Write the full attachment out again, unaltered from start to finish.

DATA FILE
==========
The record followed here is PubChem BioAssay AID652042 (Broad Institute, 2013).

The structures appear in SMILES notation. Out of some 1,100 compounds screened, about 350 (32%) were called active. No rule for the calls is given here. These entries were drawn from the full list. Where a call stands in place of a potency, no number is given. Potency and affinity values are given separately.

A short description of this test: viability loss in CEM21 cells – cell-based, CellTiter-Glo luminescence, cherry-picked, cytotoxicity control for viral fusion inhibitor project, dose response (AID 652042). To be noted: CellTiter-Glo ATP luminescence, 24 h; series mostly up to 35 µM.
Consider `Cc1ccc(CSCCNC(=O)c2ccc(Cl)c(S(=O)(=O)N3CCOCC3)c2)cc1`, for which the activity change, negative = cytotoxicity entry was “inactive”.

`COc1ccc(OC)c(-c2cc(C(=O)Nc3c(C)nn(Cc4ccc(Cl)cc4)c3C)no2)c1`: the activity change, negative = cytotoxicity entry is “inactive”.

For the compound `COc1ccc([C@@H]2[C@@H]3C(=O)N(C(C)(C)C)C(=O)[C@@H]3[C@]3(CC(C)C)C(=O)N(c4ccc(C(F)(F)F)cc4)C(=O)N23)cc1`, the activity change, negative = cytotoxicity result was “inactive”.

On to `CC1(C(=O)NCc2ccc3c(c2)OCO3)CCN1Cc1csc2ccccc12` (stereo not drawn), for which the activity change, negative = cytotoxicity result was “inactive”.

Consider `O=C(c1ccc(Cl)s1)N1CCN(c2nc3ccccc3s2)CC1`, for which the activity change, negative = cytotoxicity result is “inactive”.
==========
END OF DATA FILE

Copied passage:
The record followed here is PubChem BioAssay AID652042 (Broad Institute, 2013).

The structures appear in SMILES notation. Out of some 1,100 compounds screened, about 350 (32%) were called active. No rule for the calls is given here. These entries were drawn from the full list. Where a call stands in place of a potency, no number is given. Potency and affinity values are given separately.

A short description of this test: viability loss in CEM21 cells – cell-based, CellTiter-Glo luminescence, cherry-picked, cytotoxicity control for viral fusion inhibitor project, dose response (AID 652042). To be noted: CellTiter-Glo ATP luminescence, 24 h; series mostly up to 35 µM.
Consider `Cc1ccc(CSCCNC(=O)c2ccc(Cl)c(S(=O)(=O)N3CCOCC3)c2)cc1`, for which the activity change, negative = cytotoxicity entry was “inactive”.

`COc1ccc(OC)c(-c2cc(C(=O)Nc3c(C)nn(Cc4ccc(Cl)cc4)c3C)no2)c1`: the activity change, negative = cytotoxicity entry is “inactive”.

For the compound `COc1ccc([C@@H]2[C@@H]3C(=O)N(C(C)(C)C)C(=O)[C@@H]3[C@]3(CC(C)C)C(=O)N(c4ccc(C(F)(F)F)cc4)C(=O)N23)cc1`, the activity change, negative = cytotoxicity result was “inactive”.

On to `CC1(C(=O)NCc2ccc3c(c2)OCO3)CCN1Cc1csc2ccccc12` (stereo not drawn), for which the activity change, negative = cytotoxicity result was “inactive”.

Consider `O=C(c1ccc(Cl)s1)N1CCN(c2nc3ccccc3s2)CC1`, for which the activity change, negative = cytotoxicity result is “inactive”.